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UN agency calls rare mideast nuclear talks

UN agency calls rare mideast nuclear talks

Arab states, Israel signalled readiness to join talks; But Iran says no "justification" for proposed forum now; Arabs see presumed Israeli nuclear weapons as continued threat

September 3, 2011 4:20 by

The UN nuclear agency has invited its members — including Israel, Arab states and Iran — to attend rare talks later this year about the volatile Middle East and efforts to rid the world of atomic bombs, it said on Friday.

While Israel and some Arab nations have indicated readiness to take part in the planned forum inVienna in November, Iran said it saw no justification for such a meeting now.

In a letter to Yukiya Amano, the head of the International Atomic Energy Agency, Iran’s envoy to the IAEA took a swipe at Tehran’s arch-foe Israel, which is widely believed to have the Middle East’s only nuclear arsenal.

Nuclear weapons are especially controversial in the Middle East. Arab states often criticise Israelover its presumed nuclear arsenal. Israel and the United States see Iran as the region’s main proliferation threat, accusing Tehran of covertly seeking to develop nuclear arms. Iran denies this.

“We are of the view that stability cannot be achieved in a region where massive imbalances in military capabilities are maintained, particularly through the possession of nuclear weapons which allow one party to threaten its neighbours and the region,” Iranian Ambassador Ali Asghar Soltanieh wrote.

The letter was made available to Reuters on Friday.

A gathering of regional adversaries around the same table to talk about nuclear arms and disarmament could be symbolically important, even though any substantive progress is likely to remain elusive.

Amano wrote to IAEA member states about attending the Nov. 21-22 forum to debate experience from other parts of the world in establishing zones free of nuclear weapons, such as Africa and Latin America, the U.N. agency said in a statement.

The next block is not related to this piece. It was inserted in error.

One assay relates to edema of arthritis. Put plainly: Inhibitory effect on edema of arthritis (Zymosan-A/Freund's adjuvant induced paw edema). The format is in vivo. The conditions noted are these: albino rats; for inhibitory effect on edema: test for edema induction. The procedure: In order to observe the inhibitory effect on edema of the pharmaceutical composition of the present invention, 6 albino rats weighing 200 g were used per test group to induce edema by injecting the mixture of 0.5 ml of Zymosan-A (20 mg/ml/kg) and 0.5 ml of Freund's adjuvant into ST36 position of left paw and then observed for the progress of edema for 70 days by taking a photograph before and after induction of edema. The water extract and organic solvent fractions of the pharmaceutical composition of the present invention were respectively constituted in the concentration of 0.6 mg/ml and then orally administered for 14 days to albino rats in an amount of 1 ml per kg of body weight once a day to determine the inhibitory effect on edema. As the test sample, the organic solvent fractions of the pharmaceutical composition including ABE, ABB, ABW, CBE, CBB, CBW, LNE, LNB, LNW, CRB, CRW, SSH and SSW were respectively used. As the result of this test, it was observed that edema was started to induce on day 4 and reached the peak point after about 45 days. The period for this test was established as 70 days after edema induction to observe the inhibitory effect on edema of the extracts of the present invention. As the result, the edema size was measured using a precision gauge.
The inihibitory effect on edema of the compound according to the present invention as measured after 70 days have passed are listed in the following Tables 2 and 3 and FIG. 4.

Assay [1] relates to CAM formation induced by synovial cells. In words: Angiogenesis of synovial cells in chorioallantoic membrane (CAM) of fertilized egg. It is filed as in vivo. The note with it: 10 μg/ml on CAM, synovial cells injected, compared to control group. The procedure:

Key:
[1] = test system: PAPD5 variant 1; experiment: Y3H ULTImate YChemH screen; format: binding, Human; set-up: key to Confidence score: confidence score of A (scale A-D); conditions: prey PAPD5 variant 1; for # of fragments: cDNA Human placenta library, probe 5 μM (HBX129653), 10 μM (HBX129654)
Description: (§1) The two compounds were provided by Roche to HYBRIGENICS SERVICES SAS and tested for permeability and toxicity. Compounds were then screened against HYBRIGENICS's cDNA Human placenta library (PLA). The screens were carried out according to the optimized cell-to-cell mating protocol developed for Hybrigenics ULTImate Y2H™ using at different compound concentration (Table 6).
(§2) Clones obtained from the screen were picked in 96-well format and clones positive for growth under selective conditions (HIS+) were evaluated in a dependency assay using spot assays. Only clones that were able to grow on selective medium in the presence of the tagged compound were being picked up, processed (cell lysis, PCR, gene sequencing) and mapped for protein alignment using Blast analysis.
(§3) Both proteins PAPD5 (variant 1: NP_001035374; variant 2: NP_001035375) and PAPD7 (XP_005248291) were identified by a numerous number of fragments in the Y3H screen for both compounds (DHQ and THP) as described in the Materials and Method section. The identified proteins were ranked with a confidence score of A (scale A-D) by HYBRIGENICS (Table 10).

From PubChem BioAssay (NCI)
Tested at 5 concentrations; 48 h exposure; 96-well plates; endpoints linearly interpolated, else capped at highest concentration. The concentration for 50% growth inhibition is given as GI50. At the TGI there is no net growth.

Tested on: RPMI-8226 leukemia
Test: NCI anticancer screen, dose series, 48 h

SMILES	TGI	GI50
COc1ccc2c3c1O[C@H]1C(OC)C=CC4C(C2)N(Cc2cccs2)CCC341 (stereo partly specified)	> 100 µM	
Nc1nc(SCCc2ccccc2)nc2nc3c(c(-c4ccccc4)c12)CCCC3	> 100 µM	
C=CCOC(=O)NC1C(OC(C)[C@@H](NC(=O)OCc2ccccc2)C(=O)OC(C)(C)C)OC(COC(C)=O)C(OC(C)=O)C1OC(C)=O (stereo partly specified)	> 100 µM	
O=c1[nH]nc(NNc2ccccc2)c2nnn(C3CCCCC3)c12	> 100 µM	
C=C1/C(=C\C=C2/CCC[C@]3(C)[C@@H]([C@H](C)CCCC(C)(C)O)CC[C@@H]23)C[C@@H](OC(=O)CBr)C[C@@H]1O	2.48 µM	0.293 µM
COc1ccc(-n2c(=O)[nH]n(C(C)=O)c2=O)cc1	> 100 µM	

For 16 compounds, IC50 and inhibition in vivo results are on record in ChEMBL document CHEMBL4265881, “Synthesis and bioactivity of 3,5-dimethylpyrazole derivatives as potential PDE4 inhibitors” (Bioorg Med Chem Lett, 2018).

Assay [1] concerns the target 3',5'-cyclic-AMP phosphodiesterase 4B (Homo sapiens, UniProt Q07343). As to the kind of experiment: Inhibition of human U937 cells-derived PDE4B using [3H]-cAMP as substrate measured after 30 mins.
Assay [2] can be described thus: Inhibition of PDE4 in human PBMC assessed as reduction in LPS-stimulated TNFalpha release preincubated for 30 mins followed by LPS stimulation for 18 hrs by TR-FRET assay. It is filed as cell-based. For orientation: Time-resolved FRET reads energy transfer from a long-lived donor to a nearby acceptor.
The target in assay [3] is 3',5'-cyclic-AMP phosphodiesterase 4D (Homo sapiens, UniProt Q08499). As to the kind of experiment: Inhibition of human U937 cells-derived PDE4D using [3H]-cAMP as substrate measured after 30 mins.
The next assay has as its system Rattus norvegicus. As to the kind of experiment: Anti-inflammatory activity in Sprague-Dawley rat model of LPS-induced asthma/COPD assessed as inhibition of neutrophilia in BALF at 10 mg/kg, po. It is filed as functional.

Participants would “consider how the experience of nuclear-weapons free zones in several regions of the world could be relevant to the Middle East,” the IAEA added.

Diplomats stress that no decisions are expected at the planned talks, but that they can be useful as a way to start a dialogue and help build badly needed confidence in the region.

In a report circulated to member states on Friday, Amano said he had sought the views of Middle East countries on the forum’s agenda. Twelve Middle Eastern states, including Egypt, Iran, Israel,Saudi Arabia and Syria, had written back.

He suggested that his efforts had been broadly welcomed, even though some Arab states proposed changes to the agenda.

Amano “will pursue further consultations with member states of the Middle East region and with other interested parties on arrangements conducive to the Forum being a constructive contribution towards the objective of the establishment” of a nuclear weapons-free zone in the Middle East, the report said.

Amano told Reuters last month he saw “momentum” for his plan to host discussions between Israel and Arab states. IAEA members decided in 2000 that such a meeting should take place but agreement on the agenda and other issues has been lacking.

“A nuclear weapons-free zone in the Middle East will not be achieved tomorrow, everyone knows it, but we can get closer,” Amano said in the August 19 interview. “Increasing confidence is very much needed, even a small step is helpful.”

Israel is widely assumed to hold the Middle East’s only nuclear arsenal and is also the only…

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  1. MK on September 4, 2011 11:32 am